To establish a prima facie case of retaliation, Brate must show that: (1) she engaged in protected activity; (2) Belcan knew of the protected activity; (3) Belcan then took an adverse, retaliatory employment action against her, and (4) there was a causal connection between the protected activity and the adverse action. Hunter v. Sec'y of U.S. Army, 565 F.3d 986, 995 (6th Cir. 2009); Imwalle v. Reliance Med. Prods., Inc., 515 F.3d 531, 544 (6th Cir. 2008). Brate has failed to make out a prima facie case because she has not shown that she suffered any adverse action after settling her 2011 case and resuming work as an Area Recruiter. She was not fired or demoted, rather, she took extended medical leave on February 27, 2012 and never returned. In the five months Brate worked as Area Recruiter, Belcan never criticized her performance, never issued her any written or verbal warnings, and never expressed any demands or dissatisfaction with her work as an Area Recruiter (Brate Dep. at 72 "Q. You never received any written warning when you were area recruiter, correct? A. No. Q. And Todd Cross never gave you a verbal warning about your performance? A. No"). Brate never returned from medical leave, and her contractual two-year term expired. She was not discharged.
Her remaining complaints are largely trivial and do not amount to "adverse actions." Brate was not forced to take a less desirable office. Although she gave the misleading impression in her complaint that she was deliberately "isolated" in a "back office" by her employer, it is undisputed that she requested that office because it had a window. As the evidence refutes her allegation, Brate concedes in the Highlighted Proposed Findings (¶¶ 19-20, 70) that she "is not relying on the location of her office to establish any of her claims."
Brate was not forced to cover "added areas" -- she admits she never went to Lexington, Kentucky, and went to Dayton for only one day. Dayton is within the "Tri-State area" (OH/KY/IN) described in the Settlement Agreement, even if it was not listed as an area that would require "ongoing travel." Belcan points out that it is undisputed that Dayton is actually closer than some of the listed areas for ongoing travel (Proposed Findings, ¶ 36). Brate admitted that she never traveled to Lexington in her job as Area Recruiter (Brate Dep. at 37; Proposed Finding ¶ 33 "Brate admits she never traveled to Lexington.").
Although she acknowledges that she was never disciplined while working as Area Recruiter, she alleges that Pagnard and Cross made several rude comments to her in late 2011 (doc. no. 1, ¶¶ 32, 38, 2013 case). They deny making any such comments. Belcan points to a lunch date and several emails with Brate as evidence of a cordial working relationship over the following three months. It is undisputed that Brate saw Pagnard only twice after taking over as Area Recruiter and that most of Brate's contact with Cross was via email (Proposed Findings, ¶¶ 16-17, 52). Even assuming that any offensive comments were made during this minimal personal contact, plaintiff has failed to link such comments with any adverse action. The alleged comments were isolated and did not concern any decision to fire, hire, or discipline Brate. The alleged comments are a mere "scintilla" of evidence that is insufficient to withstand summary judgment.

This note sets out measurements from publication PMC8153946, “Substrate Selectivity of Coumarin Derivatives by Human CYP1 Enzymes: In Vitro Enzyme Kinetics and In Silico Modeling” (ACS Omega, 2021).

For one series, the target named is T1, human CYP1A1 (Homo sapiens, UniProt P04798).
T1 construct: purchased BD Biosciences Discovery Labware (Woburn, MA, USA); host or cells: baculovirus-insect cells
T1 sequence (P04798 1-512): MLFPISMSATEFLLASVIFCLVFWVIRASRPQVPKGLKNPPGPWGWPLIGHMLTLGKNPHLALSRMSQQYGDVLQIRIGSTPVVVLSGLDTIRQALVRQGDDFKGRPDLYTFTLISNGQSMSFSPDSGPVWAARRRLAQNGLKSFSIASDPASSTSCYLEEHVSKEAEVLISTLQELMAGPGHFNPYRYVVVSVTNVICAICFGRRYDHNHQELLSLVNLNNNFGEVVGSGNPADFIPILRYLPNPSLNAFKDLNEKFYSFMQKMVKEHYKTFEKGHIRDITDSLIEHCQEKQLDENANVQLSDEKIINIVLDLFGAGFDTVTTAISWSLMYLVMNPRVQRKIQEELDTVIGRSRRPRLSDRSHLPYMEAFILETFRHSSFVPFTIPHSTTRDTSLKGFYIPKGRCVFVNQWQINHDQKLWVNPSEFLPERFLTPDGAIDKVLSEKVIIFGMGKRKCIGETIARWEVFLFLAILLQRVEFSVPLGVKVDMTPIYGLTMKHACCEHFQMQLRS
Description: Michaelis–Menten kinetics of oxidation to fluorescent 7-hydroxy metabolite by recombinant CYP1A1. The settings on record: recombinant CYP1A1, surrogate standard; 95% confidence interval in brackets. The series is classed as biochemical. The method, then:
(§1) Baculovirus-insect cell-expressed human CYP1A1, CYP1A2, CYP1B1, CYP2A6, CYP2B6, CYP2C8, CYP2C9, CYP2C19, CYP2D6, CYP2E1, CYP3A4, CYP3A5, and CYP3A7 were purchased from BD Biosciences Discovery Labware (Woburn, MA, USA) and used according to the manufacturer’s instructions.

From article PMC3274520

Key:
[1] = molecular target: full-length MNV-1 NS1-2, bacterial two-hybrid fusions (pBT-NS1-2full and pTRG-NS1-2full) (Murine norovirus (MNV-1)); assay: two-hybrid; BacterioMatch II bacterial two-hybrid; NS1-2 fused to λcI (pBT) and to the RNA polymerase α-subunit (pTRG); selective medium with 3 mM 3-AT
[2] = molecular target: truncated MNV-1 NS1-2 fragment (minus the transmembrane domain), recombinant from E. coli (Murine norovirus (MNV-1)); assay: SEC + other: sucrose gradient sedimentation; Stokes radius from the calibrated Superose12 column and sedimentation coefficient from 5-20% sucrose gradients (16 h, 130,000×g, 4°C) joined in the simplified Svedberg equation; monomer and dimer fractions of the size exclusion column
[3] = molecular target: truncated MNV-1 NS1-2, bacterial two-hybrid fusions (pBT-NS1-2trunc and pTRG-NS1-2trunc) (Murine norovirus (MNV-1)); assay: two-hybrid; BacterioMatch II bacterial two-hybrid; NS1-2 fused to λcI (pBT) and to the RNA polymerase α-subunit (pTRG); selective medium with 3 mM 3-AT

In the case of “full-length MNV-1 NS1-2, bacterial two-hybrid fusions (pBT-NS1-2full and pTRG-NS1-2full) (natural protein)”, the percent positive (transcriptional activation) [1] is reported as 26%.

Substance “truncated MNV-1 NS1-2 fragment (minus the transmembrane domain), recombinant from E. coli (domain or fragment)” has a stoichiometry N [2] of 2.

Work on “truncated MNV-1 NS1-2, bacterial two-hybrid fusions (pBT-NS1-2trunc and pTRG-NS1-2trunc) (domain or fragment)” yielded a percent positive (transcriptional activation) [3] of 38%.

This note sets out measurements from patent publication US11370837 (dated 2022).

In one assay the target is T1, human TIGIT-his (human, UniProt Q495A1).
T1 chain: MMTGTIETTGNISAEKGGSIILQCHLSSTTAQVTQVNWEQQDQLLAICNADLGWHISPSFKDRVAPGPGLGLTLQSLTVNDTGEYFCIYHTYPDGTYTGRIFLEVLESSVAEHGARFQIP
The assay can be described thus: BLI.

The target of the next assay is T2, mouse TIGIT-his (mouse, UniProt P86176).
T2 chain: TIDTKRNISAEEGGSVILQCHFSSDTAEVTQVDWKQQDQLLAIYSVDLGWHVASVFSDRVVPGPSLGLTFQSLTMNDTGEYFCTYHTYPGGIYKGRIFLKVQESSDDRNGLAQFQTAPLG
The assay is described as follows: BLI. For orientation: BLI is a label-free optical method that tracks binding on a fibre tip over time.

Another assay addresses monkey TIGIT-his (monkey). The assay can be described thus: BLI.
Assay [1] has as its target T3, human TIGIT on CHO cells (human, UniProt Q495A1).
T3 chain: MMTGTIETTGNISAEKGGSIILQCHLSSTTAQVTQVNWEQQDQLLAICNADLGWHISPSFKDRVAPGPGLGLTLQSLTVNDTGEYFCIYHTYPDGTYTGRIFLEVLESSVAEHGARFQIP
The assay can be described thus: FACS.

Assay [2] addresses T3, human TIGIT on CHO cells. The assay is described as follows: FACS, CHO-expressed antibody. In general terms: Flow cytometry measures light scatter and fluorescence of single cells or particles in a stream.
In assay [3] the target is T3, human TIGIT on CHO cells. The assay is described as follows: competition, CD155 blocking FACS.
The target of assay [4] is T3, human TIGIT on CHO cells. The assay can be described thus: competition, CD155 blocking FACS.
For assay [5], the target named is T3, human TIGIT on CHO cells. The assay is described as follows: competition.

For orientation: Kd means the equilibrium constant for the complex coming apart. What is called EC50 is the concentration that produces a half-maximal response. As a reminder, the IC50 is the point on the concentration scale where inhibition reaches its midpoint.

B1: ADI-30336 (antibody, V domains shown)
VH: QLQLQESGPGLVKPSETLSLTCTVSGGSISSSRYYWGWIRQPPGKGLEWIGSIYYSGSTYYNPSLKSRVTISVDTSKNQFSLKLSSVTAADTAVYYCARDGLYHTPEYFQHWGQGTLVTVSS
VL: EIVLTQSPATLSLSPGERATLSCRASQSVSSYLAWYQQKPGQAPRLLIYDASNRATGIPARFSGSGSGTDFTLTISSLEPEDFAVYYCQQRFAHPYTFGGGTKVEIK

Plaintiff also complains that Cross told Hamilton employees not to bother Brate with administrative tasks like answering phones and checking voicemail. These tasks were admittedly not part of Brate's job as Area Recruiter. No reasonable inference of "retaliation" can be drawn from the fact that Cross reasonably expected employees to do their own jobs. See Scott v. Harris, 550 U.S. 372, 381 (2007) (emphasizing that on summary judgment review, a court must draw reasonable inferences in favor of the nonmoving party only "to the extent supportable by the record"). Belcan aptly points out that it "cannot be found to have retaliated or discriminated against Brate by simply asking her to do the job the parties agreed to at the mediation and in the 10/5/11 Settlement Agreement" (doc. no. 36 at 5). In sum, none of Brate's petty complaints amount to any sort of "adverse action." See Hunter, 565 F.3d at 995 (affirming summary judgment because plaintiff's retaliation claims "were of a de minimus nature and amount to nothing more than petty slights and minor annoyances"). Belcan is entitled to summary judgment on the retaliation claims.
In fact, plaintiff describes the tasks assigned to other employees as "menial" (2011 lawsuit, doc. no. 15-1 at ¶ 5). This does not amount to "retaliation."
2. Counts 3 and 4: Alleged Age Discrimination